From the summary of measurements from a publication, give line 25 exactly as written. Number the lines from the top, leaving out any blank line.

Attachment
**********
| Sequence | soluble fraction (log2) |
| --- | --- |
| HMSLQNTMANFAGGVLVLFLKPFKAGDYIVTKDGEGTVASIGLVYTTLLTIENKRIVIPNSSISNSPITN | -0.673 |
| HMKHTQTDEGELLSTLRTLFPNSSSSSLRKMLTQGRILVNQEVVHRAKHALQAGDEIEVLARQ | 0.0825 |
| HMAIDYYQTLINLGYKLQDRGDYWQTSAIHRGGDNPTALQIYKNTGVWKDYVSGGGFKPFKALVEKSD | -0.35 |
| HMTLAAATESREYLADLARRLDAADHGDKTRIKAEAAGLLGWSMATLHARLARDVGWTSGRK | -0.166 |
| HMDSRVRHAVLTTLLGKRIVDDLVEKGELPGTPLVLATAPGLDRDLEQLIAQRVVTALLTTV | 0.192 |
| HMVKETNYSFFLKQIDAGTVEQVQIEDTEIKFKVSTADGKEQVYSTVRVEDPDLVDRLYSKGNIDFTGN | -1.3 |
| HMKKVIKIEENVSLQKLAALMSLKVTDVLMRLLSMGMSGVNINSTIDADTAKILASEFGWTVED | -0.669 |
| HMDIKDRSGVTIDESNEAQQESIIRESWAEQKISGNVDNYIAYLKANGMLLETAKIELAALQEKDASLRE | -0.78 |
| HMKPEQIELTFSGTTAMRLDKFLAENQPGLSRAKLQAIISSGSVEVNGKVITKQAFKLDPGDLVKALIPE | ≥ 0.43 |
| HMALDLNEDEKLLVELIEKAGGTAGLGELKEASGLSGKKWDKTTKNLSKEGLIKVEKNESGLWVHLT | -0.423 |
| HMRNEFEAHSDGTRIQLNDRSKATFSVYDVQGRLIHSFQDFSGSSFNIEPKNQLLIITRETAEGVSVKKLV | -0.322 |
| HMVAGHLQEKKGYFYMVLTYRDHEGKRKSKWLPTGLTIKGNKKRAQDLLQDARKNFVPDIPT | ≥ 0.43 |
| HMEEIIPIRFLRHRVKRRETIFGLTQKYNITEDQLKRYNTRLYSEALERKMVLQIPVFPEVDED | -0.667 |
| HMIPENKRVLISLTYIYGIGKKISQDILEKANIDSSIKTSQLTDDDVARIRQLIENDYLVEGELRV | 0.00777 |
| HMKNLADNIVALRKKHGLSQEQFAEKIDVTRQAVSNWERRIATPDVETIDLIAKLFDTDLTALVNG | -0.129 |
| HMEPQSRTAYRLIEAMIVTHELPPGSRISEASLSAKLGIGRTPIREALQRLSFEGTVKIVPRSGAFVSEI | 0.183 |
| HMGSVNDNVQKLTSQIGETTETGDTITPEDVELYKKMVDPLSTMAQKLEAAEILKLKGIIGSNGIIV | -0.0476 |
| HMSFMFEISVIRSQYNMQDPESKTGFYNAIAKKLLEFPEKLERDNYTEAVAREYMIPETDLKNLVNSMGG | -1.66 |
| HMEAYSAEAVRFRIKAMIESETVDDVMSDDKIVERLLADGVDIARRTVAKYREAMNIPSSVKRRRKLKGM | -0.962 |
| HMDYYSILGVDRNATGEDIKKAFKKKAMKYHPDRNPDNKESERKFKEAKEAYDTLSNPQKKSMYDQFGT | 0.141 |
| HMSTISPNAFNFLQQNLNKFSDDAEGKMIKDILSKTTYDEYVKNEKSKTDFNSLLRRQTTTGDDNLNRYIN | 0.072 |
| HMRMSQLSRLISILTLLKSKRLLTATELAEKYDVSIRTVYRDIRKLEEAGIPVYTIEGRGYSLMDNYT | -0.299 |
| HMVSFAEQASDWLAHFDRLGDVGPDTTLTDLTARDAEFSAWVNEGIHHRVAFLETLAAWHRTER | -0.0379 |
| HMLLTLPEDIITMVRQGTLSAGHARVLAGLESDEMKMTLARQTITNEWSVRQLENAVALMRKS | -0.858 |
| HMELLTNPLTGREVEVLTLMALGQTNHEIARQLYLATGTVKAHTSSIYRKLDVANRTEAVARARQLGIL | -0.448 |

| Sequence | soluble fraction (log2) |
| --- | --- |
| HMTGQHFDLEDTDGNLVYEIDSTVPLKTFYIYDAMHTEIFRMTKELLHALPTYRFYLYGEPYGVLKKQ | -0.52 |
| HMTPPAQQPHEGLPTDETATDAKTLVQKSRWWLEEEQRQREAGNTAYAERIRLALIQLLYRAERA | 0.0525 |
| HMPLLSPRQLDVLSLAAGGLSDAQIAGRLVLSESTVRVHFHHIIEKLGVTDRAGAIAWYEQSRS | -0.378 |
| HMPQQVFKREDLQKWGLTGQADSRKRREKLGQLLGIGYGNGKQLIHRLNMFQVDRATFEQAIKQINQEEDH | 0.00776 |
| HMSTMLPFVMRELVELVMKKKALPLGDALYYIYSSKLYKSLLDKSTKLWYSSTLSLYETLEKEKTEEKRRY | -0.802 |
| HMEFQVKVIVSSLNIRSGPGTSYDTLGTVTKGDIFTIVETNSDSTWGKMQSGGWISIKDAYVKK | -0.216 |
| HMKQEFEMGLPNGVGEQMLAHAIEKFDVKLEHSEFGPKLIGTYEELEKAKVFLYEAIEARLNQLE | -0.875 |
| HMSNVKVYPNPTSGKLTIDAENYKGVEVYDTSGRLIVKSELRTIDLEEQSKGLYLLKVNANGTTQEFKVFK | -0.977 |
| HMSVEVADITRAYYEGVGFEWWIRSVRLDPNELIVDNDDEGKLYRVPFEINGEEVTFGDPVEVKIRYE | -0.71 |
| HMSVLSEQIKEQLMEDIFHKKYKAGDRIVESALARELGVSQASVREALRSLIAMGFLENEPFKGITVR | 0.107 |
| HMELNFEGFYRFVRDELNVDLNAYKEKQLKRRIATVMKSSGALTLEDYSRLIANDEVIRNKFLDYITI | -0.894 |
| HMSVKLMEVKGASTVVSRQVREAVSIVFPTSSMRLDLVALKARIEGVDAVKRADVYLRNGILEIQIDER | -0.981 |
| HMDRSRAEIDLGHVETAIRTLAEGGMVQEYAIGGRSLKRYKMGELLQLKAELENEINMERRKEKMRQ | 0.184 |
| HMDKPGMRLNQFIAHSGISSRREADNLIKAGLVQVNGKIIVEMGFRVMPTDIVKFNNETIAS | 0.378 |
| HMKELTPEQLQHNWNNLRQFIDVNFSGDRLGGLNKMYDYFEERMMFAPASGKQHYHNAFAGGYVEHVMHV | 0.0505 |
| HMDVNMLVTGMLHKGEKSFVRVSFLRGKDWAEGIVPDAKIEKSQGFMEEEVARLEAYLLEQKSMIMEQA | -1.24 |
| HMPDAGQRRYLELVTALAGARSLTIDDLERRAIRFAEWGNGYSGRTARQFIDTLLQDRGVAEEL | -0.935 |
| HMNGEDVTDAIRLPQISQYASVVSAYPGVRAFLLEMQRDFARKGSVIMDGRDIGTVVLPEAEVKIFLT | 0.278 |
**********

| HMVSFAEQASDWLAHFDRLGDVGPDTTLTDLTARDAEFSAWVNEGIHHRVAFLETLAAWHRTER | -0.0379 |